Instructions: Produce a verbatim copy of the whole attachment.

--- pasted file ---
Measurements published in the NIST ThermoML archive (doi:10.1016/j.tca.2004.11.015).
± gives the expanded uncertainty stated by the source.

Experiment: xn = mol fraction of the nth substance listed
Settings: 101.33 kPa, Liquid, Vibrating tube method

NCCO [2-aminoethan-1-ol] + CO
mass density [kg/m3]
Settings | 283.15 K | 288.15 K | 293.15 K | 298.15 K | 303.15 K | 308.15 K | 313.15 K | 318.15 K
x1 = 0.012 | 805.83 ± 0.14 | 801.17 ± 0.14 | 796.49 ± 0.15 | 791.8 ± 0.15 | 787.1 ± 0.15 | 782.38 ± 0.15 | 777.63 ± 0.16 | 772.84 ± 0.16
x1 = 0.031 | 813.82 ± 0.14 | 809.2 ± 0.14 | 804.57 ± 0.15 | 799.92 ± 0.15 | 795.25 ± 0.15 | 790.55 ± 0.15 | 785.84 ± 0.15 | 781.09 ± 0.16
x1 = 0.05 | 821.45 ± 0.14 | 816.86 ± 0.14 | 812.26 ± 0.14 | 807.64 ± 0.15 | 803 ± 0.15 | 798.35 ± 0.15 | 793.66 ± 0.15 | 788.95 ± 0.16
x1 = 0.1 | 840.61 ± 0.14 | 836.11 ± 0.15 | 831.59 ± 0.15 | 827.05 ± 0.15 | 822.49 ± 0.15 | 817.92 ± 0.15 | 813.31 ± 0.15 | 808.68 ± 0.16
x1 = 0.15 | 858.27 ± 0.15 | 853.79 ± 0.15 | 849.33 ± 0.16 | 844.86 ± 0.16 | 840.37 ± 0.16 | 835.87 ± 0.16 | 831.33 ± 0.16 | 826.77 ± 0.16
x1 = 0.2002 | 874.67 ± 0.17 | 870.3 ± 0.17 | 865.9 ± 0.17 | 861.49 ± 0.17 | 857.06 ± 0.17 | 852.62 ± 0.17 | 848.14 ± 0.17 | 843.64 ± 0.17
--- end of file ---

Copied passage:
Measurements published in the NIST ThermoML archive (doi:10.1016/j.tca.2004.11.015).
± gives the expanded uncertainty stated by the source.

Experiment: xn = mol fraction of the nth substance listed
Settings: 101.33 kPa, Liquid, Vibrating tube method

NCCO [2-aminoethan-1-ol] + CO
mass density [kg/m3]
Settings | 283.15 K | 288.15 K | 293.15 K | 298.15 K | 303.15 K | 308.15 K | 313.15 K | 318.15 K
x1 = 0.012 | 805.83 ± 0.14 | 801.17 ± 0.14 | 796.49 ± 0.15 | 791.8 ± 0.15 | 787.1 ± 0.15 | 782.38 ± 0.15 | 777.63 ± 0.16 | 772.84 ± 0.16
x1 = 0.031 | 813.82 ± 0.14 | 809.2 ± 0.14 | 804.57 ± 0.15 | 799.92 ± 0.15 | 795.25 ± 0.15 | 790.55 ± 0.15 | 785.84 ± 0.15 | 781.09 ± 0.16
x1 = 0.05 | 821.45 ± 0.14 | 816.86 ± 0.14 | 812.26 ± 0.14 | 807.64 ± 0.15 | 803 ± 0.15 | 798.35 ± 0.15 | 793.66 ± 0.15 | 788.95 ± 0.16
x1 = 0.1 | 840.61 ± 0.14 | 836.11 ± 0.15 | 831.59 ± 0.15 | 827.05 ± 0.15 | 822.49 ± 0.15 | 817.92 ± 0.15 | 813.31 ± 0.15 | 808.68 ± 0.16
x1 = 0.15 | 858.27 ± 0.15 | 853.79 ± 0.15 | 849.33 ± 0.16 | 844.86 ± 0.16 | 840.37 ± 0.16 | 835.87 ± 0.16 | 831.33 ± 0.16 | 826.77 ± 0.16
x1 = 0.2002 | 874.67 ± 0.17 | 870.3 ± 0.17 | 865.9 ± 0.17 | 861.49 ± 0.17 | 857.06 ± 0.17 | 852.62 ± 0.17 | 848.14 ± 0.17 | 843.64 ± 0.17